Sony VAIO VPC-CA1S1E review
A laptop that will make a striking first impression, although it could cause a few management headaches
Review Date: 1 Mar 2012
Reviewed By: Terry Freedman
Price when reviewed: £541 (£649 inc VAT)
Features & Design
Value for Money
If your aim is to make an impact and show that technology can be fun, look no further than Sony’s VAIO VPC-CA1S1E. Available in a range of bright colours – we reviewed an orange model – it literally can’t be missed.
The emphasis on “fun” is reinforced by the preinstalled Arc Cam software. Pupils loved making a video that looked like a 1960s television broadcast. Meanwhile, Photoshop Elements and Premiere Elements give older pupils creative options too.
The VAIO’s LED-backlit screen is excellent, particularly for watching video or editing photos. Despite a smaller-than-average 14in screen size, the levels of clarity and detail are excellent, although contrast falls off when you move away from the front-on position.
The island-style keyboard isn’t quite so flawless. It’s firm to use with a crisp touch, but the layout feels cramped and the keys in the centre have an odd spongy feel to them. However, pupils found the trackpad responsive.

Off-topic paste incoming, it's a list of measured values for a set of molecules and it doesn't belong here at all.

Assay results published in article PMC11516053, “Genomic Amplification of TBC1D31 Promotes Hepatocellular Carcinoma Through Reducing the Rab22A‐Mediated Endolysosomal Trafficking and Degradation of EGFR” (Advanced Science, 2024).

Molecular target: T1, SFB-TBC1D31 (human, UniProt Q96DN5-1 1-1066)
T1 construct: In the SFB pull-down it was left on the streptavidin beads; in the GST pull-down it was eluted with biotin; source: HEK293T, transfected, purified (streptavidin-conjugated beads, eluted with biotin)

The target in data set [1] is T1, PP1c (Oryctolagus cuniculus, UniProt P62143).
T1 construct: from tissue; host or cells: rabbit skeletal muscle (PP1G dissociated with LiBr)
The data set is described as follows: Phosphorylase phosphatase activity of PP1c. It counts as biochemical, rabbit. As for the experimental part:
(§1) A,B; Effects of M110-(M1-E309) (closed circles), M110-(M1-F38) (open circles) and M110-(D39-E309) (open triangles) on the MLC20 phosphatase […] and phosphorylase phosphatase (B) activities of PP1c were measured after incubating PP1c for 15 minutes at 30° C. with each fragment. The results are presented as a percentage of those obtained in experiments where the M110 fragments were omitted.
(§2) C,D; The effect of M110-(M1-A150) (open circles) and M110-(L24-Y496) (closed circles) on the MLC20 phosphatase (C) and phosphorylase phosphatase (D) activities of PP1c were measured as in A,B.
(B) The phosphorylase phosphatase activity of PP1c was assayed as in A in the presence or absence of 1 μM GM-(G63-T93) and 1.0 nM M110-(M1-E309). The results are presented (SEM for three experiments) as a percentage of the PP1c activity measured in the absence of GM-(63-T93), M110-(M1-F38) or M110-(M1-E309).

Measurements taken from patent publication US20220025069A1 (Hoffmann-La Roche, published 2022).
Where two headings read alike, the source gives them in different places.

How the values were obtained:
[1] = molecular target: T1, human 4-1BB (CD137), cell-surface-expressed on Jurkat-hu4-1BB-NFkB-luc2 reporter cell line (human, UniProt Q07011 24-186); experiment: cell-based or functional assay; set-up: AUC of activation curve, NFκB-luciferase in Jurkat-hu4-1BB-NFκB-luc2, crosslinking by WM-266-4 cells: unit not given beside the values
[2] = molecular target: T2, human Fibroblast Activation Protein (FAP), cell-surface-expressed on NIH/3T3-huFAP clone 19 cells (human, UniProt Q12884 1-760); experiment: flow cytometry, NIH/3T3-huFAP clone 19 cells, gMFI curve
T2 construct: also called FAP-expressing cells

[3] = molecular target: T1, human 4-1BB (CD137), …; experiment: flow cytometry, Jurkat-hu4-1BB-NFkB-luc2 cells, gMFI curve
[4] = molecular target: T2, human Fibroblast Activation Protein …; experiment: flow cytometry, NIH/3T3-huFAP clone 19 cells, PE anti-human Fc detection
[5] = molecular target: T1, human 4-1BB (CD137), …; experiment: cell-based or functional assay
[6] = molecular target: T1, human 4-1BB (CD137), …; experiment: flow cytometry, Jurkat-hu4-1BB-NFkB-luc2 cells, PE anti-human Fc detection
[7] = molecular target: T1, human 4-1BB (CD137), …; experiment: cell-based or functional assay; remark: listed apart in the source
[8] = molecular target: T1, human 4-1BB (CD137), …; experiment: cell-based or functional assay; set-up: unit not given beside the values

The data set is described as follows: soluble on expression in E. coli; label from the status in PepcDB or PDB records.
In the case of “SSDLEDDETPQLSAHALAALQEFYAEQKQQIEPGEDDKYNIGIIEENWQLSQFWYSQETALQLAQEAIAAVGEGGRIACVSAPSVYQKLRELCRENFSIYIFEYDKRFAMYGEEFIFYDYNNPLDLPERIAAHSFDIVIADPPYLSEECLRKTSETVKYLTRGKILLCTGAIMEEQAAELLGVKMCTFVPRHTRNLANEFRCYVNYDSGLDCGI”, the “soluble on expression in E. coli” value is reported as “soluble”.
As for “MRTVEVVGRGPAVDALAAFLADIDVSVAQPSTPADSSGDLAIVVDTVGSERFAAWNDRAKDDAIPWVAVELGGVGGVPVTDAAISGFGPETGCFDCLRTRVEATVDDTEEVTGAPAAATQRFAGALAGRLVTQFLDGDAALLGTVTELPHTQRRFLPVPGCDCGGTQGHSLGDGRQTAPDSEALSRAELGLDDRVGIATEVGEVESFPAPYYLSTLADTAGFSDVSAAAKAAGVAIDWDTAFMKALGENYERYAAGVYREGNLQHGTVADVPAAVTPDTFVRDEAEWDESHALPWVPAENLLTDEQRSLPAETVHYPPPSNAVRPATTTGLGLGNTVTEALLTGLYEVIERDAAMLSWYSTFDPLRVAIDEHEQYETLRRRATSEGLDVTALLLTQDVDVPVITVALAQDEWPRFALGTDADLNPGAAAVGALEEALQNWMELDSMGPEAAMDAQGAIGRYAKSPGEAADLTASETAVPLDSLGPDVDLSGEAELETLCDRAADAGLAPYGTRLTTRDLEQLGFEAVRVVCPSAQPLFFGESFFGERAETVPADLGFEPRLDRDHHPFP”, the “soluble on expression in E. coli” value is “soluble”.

Sony wins brownie points for labelling its ports so clearly, and with a USB 3 port and an HDMI output, the VAIO feels more future-proof than some rivals. We were pleasantly surprised to discover that the battery lasted for a full 3hrs 12mins of typical classroom use, although more intensive applications dragged that down to just over an hour.
The VAIO isn’t without potential problems. Despite Sony’s claims that its drop- and spill-resistant, the plastic construction feels flimsy in areas. The screen hinges are narrow, and the screen itself goes back to only about 45 degrees and feels as though it would snap off if pushed too hard.
From a management perspective, the VAIO’s customisable function buttons are a drawback. One launches the VAIO Care utility, which might cause confusion if pressed in the classroom.
With its Core i5 processor, 4GB of RAM and dedicated AMD Radeon graphics chip, the Sony has plenty going for it as a media-editing machine, and its 0.66 benchmark score is very respectable. Sony also supplies the VPC-CA1S1E with a two-year warranty if bought from its online store. All the same, we’d have reservations about rolling it out on a school-wide scale.
Author: Terry Freedman
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